Harris Corner Detector implementation in python

The Harris corner detection algorithm also called the Harris & Stephens corner detector is one of the simplest corner detectors available. The idea is to locate interest points where the surrounding neighbourhood shows edges in more than one direction. The basic idea of algorithm is to find the difference in intensity for a displacement of (u,v) in all directions which is expressed as below:

Window function is either a rectangular window or a gaussian window which gives weights to pixels at (x,y). The above equation can be further approximated using Tayler expansion which gives us the final formula as:


Ix and Iy are image derivatives in x and y directions respectively. One can compute the derivative using the sobel kernel.

Then we finally find the Harris response R given by:


where A, B and C are shifts of window defined by w. The lambdas are the Eigen values of M.

We find the corners using the value of R.

Process of Harris Corner Detection Algorithm

  1. Color image to Grayscale conversion
  2. Spatial derivative calculation
  3. Structure tensor setup
  4. Harris response calculation
  5. Find edges and corners using R

You can find the entire source code in this notebook. I am explaining the various parts of the same code here on, so its better you keep that open too for better understanding.

Lets take a small image and find edges and corners. For my sample implementation, I am taking the below image:

Step 1: Covert the image to Grayscale

from skimage.io import imread
from skimage.color import rgb2gray

img = imread('resources/box.jpg')
imggray = rgb2gray(img)


You cannot see much difference but at the array level this is what I have:

Step 2: Spatial derivative calculation

from scipy import signal as sig
import numpy as np

def gradient_x(imggray):
    ##Sobel operator kernels.
    kernel_x = np.array([[-1, 0, 1],[-2, 0, 2],[-1, 0, 1]])
    return sig.convolve2d(imggray, kernel_x, mode='same')
def gradient_y(imggray):
    kernel_y = np.array([[1, 2, 1], [0, 0, 0], [-1, -2, -1]])
    return sig.convolve2d(imggray, kernel_y, mode='same')

I_x = gradient_x(imggray)
I_y = gradient_y(imggray)

I am using the Sobel filter to find the derivatives. For the sake of simplicity, I am using the image as it is. The open-source implementations of the sobel derivative will convert the image to float before running convolution. You can check the source here.

Step 3: Structure tensor setup

Ixx = ndi.gaussian_filter(I_x**2, sigma=1)
Ixy = ndi.gaussian_filter(I_y*I_x, sigma=1)
Iyy = ndi.gaussian_filter(I_y**2, sigma=1)

Step 4: Harris response calculation

As described in the formulas above, we can easily calculate the response as shown in the code below.

k = 0.05

# determinant
detA = Ixx * Iyy - Ixy ** 2
# trace
traceA = Ixx + Iyy
harris_response = detA - k * traceA ** 2

We can find the Harris response by using the Summation as well. We first calculate the sum of squares of our gradient at each pixel by shifting a window over all the pixels in our image. The window is shifted according to the offset which you decided based on your image.

for y in range(offset, height-offset):
    for x in range(offset, width-offset):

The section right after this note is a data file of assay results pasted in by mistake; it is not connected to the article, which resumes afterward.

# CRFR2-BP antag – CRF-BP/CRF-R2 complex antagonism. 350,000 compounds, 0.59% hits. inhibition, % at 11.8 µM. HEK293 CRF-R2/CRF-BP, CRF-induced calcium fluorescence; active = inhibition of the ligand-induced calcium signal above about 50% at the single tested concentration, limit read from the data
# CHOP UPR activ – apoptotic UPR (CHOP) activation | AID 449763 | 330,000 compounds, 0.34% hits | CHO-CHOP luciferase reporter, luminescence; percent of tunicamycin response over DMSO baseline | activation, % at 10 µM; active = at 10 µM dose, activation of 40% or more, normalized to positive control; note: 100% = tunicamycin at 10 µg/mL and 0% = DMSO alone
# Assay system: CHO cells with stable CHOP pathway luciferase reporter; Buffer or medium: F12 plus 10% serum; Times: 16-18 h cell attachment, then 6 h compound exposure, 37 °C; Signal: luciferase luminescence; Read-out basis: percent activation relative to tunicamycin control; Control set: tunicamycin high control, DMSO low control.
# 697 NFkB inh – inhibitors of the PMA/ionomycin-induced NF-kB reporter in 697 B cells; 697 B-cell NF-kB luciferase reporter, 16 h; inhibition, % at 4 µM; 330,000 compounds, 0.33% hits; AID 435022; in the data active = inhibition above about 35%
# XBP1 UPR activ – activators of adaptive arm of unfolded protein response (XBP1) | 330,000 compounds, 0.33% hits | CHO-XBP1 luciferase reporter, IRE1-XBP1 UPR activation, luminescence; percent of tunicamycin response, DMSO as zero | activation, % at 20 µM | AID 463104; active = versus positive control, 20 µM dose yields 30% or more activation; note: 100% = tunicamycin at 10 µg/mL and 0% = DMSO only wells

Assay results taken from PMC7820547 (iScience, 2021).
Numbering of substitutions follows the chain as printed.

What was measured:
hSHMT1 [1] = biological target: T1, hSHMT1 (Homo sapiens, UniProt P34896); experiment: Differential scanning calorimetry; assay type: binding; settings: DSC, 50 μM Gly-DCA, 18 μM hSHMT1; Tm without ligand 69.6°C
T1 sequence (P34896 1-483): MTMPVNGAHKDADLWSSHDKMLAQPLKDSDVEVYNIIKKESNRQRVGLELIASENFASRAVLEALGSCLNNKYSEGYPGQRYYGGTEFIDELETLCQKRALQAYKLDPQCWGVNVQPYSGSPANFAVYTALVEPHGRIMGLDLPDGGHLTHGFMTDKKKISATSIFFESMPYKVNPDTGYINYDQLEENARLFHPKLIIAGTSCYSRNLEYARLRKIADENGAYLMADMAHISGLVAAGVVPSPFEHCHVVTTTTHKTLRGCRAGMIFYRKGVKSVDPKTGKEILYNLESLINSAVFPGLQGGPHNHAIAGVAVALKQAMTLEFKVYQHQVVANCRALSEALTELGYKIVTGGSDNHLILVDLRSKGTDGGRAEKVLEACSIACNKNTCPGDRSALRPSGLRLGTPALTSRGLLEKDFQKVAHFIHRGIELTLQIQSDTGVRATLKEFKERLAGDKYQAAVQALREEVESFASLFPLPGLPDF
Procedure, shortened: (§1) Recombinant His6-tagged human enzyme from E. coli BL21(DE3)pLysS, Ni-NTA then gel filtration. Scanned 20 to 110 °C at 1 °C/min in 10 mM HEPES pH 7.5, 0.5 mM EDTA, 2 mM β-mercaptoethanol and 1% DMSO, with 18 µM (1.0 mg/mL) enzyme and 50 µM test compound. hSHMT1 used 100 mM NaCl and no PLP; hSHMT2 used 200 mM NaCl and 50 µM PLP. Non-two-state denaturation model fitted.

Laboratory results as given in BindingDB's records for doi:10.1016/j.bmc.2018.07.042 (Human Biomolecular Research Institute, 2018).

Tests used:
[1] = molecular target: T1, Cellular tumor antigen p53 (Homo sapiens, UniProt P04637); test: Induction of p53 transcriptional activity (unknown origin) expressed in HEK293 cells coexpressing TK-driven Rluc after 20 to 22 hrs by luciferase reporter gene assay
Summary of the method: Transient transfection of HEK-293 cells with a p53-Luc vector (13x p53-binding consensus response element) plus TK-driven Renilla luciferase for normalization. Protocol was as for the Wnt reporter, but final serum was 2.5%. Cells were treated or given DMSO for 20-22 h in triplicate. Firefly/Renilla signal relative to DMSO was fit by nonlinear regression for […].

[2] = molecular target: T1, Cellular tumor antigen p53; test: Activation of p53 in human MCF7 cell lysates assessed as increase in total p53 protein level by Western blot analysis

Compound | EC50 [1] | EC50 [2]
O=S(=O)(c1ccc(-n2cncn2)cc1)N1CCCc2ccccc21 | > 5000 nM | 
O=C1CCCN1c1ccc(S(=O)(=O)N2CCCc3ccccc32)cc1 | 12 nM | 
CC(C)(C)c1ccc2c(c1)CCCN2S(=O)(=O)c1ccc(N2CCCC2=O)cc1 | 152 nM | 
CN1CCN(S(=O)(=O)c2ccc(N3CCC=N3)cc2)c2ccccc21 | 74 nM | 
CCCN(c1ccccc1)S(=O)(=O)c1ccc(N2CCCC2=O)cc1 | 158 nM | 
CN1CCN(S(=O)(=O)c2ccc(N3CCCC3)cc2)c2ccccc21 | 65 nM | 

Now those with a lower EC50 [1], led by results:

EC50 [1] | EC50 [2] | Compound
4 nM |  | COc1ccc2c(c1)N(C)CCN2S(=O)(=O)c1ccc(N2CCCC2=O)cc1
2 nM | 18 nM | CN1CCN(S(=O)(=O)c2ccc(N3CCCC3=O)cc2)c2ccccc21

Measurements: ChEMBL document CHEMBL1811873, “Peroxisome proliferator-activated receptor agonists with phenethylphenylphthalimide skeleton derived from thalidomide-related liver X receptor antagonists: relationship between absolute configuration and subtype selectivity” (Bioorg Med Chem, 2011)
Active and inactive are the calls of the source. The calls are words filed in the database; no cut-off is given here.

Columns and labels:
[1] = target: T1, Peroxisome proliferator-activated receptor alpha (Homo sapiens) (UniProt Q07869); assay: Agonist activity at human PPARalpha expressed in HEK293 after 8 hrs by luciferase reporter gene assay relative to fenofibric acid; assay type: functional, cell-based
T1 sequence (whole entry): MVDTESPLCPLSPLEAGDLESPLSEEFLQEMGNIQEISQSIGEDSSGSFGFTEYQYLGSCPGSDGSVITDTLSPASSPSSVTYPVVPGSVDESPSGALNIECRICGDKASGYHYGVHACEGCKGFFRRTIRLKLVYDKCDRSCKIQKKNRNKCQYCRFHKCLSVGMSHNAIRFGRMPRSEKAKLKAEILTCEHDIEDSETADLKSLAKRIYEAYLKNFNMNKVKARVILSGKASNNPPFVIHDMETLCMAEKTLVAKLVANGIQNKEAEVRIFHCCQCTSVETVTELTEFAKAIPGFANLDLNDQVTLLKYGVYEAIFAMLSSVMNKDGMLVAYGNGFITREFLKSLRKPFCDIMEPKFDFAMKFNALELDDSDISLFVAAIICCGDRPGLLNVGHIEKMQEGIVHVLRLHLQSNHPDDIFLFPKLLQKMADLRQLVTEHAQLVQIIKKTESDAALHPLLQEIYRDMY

Sxx = np.sum(Ixx[y-offset:y+1+offset, x-offset:x+1+offset])
        Syy = np.sum(Iyy[y-offset:y+1+offset, x-offset:x+1+offset])
        Sxy = np.sum(Ixy[y-offset:y+1+offset, x-offset:x+1+offset])

Take a look at the below trace to get a rough idea of how the window shifting works. This is done for all Ixx, Iyy and Ixy.

Using the sum of squares of each window we find the harris response R at each pixel.

#Find determinant and trace, use to get corner response
det = (Sxx * Syy) - (Sxy**2)
trace = Sxx + Syy
r = det - k*(trace**2)

k is the sensitivity factor to separate corners from edges, typically a value close to zero, for my analysis I have taken k=0.04. Small values of k result in detection of sharp corners. The response R is an array of peak values of each row in the image. We can use these peak values to isolate corners and edges as I will describe in the next step.

Step 5: Find edges and corners using R

  1. Edge : r < 0
  2. Corner : r > 0
  3. Flat: r = 0
img_copy_for_corners = np.copy(img)
img_copy_for_edges = np.copy(img)

for rowindex, response in enumerate(harris_response):
    for colindex, r in enumerate(response):
        if r > 0:
            # this is a corner
            img_copy_for_corners[rowindex, colindex] = [255,0,0]
        elif r < 0:
            # this is an edge
            img_copy_for_edges[rowindex, colindex] = [0,255,0]

You can see too make corners detected in the image, because the algorithm identifies the corner regions. To find the local maxima of the peaks we can use a peak finding algorithm provided in skimage.

corners = corner_peaks(harris_response)
fig, ax = plt.subplots()
ax.imshow(img, interpolation='nearest', cmap=plt.cm.gray)
ax.plot(corners[:, 1], corners[:, 0], '.r', markersize=3)

The output from the above code is as below:

The standard implementation provided in skimage or opencv used different variants of guassian filters and kernels to identify the corners so they may differ in their output. Below code is from skimage to detect corners. The output is quite close to what we have derived.

#Harris corner detection using skimage library
from skimage.feature import corner_harris, corner_peaks
coords = corner_peaks(skimage_harris_response)

fig, ax = plt.subplots()
ax.imshow(img, interpolation='nearest', cmap=plt.cm.gray)
ax.plot(coords[:, 1], coords[:, 0], '.r', markersize=3)